The prevalence of latent myofascial trigger points and diagnostic criteria of the triceps surae and upper trapezius: a cross sectional study

Physiotherapy. 2013 Dec;99(4):278-84. doi: 10.1016/ Epub 2013 Jul 2.


Objectives: To determine the prevalence of latent myofascial trigger points (MTrPs), specific diagnostic criteria and the association between gender and MTrP prevalence in the triceps surae and upper trapezius.

Design: Cross-sectional study.

Setting: University, Faculty of Health and Life Sciences.

Participants: Two hundred and twenty healthy volunteers (132 females and 88 males; mean age 29.7 (SD 11.0).

Interventions: Not applicable.

Main outcome measures: Prevalence of latent MTrPs in the triceps surae and comparative upper trapezius; specific diagnostic criteria and pressure pain threshold (PPT).

Results: Latent MTrPs were prevalent in all triceps surae (range: 13 to 30%), left upper trapezius (23%) and right upper trapezius (20%). No MTrPs (0%) identified in the middle fibres of deltoid. For each specific diagnostic criterion, taut bands were most prevalent in the right gastrocnemius medial head (81%); tender spot in left gastrocnemius medial head (52%) and nodules in the right upper trapezius (35%). Local twitch response (0.5%), the least frequent diagnostic criterion was only found in the left gastocnemius medial head. A significant increase in latent MTrP prevalence for females compared to males in five of the six triceps surae MTrP sites, with no significant association for gender and latent MTrP prevalence in the left or right upper trapezius.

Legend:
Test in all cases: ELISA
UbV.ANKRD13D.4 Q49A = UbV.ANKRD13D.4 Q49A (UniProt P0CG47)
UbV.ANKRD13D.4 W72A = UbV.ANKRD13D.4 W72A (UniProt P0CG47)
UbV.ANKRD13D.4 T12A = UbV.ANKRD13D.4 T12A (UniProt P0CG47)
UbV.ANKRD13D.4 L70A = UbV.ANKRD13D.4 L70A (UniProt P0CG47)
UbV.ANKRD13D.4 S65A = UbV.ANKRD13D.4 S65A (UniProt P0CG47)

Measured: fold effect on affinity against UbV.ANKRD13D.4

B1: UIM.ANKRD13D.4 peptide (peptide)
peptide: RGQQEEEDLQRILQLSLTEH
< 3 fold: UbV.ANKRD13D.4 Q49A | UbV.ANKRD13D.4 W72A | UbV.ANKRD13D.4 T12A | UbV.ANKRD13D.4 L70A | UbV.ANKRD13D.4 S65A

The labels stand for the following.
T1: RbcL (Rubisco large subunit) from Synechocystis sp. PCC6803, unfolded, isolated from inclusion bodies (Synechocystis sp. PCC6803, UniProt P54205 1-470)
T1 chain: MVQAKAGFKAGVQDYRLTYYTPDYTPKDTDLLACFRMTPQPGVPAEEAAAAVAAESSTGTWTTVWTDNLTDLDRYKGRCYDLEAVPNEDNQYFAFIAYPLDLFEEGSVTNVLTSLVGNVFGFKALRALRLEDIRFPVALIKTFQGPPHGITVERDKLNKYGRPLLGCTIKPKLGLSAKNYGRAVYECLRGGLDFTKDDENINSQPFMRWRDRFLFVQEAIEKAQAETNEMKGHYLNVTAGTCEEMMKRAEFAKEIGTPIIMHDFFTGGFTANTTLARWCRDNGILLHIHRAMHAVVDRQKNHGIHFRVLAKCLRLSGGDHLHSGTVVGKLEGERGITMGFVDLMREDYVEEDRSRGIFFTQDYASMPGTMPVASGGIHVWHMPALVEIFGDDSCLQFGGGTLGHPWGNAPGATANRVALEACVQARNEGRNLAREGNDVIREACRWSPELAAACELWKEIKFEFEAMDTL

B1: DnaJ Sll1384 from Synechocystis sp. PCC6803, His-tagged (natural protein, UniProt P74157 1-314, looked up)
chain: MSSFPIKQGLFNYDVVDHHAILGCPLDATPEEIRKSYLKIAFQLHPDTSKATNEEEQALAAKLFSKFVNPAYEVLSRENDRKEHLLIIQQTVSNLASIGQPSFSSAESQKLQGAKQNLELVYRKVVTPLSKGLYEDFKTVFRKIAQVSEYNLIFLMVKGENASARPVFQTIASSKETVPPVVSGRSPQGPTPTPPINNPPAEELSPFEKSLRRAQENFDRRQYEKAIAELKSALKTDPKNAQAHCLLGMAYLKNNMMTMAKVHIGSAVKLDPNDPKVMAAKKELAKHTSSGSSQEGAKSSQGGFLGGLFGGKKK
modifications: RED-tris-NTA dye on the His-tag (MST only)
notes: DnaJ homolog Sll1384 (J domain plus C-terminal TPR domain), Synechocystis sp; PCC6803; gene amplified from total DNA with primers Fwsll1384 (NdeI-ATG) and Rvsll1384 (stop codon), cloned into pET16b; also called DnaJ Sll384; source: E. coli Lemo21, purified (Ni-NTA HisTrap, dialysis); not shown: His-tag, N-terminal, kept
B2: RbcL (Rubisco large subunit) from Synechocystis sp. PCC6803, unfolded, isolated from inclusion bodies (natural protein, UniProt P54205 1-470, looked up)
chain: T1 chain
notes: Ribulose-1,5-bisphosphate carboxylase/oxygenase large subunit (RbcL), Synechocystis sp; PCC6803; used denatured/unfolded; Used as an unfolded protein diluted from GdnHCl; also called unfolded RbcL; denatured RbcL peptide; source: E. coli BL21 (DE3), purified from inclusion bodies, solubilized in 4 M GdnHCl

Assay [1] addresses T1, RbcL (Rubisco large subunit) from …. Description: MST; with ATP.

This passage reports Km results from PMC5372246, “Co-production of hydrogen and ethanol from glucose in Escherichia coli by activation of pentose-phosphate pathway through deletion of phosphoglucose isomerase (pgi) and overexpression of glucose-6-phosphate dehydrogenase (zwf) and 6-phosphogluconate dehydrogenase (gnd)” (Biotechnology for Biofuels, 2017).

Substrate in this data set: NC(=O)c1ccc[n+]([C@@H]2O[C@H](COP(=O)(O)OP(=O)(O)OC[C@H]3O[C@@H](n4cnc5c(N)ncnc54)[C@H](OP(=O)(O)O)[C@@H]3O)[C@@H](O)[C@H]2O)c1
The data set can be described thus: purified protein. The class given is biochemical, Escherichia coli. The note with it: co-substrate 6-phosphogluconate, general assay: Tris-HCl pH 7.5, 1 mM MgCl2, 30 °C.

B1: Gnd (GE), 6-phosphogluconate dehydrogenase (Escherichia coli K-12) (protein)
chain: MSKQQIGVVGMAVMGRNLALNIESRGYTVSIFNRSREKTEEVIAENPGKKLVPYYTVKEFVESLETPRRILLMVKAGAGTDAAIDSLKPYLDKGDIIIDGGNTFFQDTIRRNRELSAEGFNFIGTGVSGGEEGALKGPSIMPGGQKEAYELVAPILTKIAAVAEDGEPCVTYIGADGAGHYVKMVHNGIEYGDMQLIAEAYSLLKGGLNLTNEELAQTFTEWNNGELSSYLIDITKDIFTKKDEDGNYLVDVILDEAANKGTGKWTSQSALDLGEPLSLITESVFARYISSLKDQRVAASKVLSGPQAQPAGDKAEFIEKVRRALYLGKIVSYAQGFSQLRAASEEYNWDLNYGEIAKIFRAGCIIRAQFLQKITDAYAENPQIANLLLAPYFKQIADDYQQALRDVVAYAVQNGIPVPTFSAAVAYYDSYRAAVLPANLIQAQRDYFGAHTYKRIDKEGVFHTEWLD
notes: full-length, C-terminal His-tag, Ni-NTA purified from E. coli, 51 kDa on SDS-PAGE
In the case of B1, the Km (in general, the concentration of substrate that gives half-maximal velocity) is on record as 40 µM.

Conclusions: This study established the prevalence of latent MTrPs, specific diagnostic criteria and baseline normative data in the triceps surae. The middle fibres of deltoid were identified as a potential MTrP control site for future clinical research in the upper limb.

Keywords: Diagnostic criteria; Latent myofascial trigger points; Prevalence; Triceps surae.

Publication types

  • Research Support, Non-U.S. Gov't

MeSH terms

  • Adolescent
  • Adult
  • Aged
  • Cross-Sectional Studies
  • Female
  • Humans
  • Male
  • Middle Aged
  • Myofascial Pain Syndromes / diagnosis*
  • Myofascial Pain Syndromes / epidemiology*
  • Sex Factors
  • Superficial Back Muscles
  • Young Adult